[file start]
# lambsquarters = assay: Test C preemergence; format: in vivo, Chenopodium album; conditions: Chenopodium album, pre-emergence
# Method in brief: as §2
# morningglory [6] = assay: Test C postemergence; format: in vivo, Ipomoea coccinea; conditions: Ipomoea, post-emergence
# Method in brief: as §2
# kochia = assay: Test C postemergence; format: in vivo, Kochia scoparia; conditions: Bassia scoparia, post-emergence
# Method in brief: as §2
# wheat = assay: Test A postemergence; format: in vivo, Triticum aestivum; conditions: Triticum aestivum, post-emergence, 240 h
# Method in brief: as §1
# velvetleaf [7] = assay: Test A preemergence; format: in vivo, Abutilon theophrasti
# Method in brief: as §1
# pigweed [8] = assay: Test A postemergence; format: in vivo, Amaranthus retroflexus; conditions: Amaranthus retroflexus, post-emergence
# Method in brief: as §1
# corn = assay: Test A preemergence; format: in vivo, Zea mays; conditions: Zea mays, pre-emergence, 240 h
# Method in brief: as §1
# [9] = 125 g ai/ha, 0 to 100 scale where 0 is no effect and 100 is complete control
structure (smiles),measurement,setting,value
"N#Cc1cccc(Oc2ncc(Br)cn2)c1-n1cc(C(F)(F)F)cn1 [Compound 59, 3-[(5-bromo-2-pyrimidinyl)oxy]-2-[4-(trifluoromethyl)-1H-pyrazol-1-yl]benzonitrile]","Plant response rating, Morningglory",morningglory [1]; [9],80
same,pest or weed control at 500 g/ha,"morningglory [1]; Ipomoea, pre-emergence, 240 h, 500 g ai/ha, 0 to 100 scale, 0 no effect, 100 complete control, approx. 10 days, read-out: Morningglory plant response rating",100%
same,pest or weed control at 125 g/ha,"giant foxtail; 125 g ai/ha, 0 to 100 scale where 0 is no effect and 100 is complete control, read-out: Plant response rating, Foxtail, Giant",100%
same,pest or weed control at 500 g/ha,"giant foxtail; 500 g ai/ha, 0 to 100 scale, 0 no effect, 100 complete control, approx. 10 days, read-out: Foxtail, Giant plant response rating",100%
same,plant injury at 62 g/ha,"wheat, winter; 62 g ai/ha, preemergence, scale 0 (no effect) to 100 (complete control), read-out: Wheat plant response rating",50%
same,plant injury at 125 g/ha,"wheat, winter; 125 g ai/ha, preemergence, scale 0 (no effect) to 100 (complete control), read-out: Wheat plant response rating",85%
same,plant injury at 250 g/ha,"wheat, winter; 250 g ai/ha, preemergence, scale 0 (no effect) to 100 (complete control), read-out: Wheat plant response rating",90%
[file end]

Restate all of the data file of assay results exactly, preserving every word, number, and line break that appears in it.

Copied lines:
# lambsquarters = assay: Test C preemergence; format: in vivo, Chenopodium album; conditions: Chenopodium album, pre-emergence
# Method in brief: as §2
# morningglory [6] = assay: Test C postemergence; format: in vivo, Ipomoea coccinea; conditions: Ipomoea, post-emergence
# Method in brief: as §2
# kochia = assay: Test C postemergence; format: in vivo, Kochia scoparia; conditions: Bassia scoparia, post-emergence
# Method in brief: as §2
# wheat = assay: Test A postemergence; format: in vivo, Triticum aestivum; conditions: Triticum aestivum, post-emergence, 240 h
# Method in brief: as §1
# velvetleaf [7] = assay: Test A preemergence; format: in vivo, Abutilon theophrasti
# Method in brief: as §1
# pigweed [8] = assay: Test A postemergence; format: in vivo, Amaranthus retroflexus; conditions: Amaranthus retroflexus, post-emergence
# Method in brief: as §1
# corn = assay: Test A preemergence; format: in vivo, Zea mays; conditions: Zea mays, pre-emergence, 240 h
# Method in brief: as §1
# [9] = 125 g ai/ha, 0 to 100 scale where 0 is no effect and 100 is complete control
structure (smiles),measurement,setting,value
"N#Cc1cccc(Oc2ncc(Br)cn2)c1-n1cc(C(F)(F)F)cn1 [Compound 59, 3-[(5-bromo-2-pyrimidinyl)oxy]-2-[4-(trifluoromethyl)-1H-pyrazol-1-yl]benzonitrile]","Plant response rating, Morningglory",morningglory [1]; [9],80
same,pest or weed control at 500 g/ha,"morningglory [1]; Ipomoea, pre-emergence, 240 h, 500 g ai/ha, 0 to 100 scale, 0 no effect, 100 complete control, approx. 10 days, read-out: Morningglory plant response rating",100%
same,pest or weed control at 125 g/ha,"giant foxtail; 125 g ai/ha, 0 to 100 scale where 0 is no effect and 100 is complete control, read-out: Plant response rating, Foxtail, Giant",100%
same,pest or weed control at 500 g/ha,"giant foxtail; 500 g ai/ha, 0 to 100 scale, 0 no effect, 100 complete control, approx. 10 days, read-out: Foxtail, Giant plant response rating",100%
same,plant injury at 62 g/ha,"wheat, winter; 62 g ai/ha, preemergence, scale 0 (no effect) to 100 (complete control), read-out: Wheat plant response rating",50%
same,plant injury at 125 g/ha,"wheat, winter; 125 g ai/ha, preemergence, scale 0 (no effect) to 100 (complete control), read-out: Wheat plant response rating",85%
same,plant injury at 250 g/ha,"wheat, winter; 250 g ai/ha, preemergence, scale 0 (no effect) to 100 (complete control), read-out: Wheat plant response rating",90%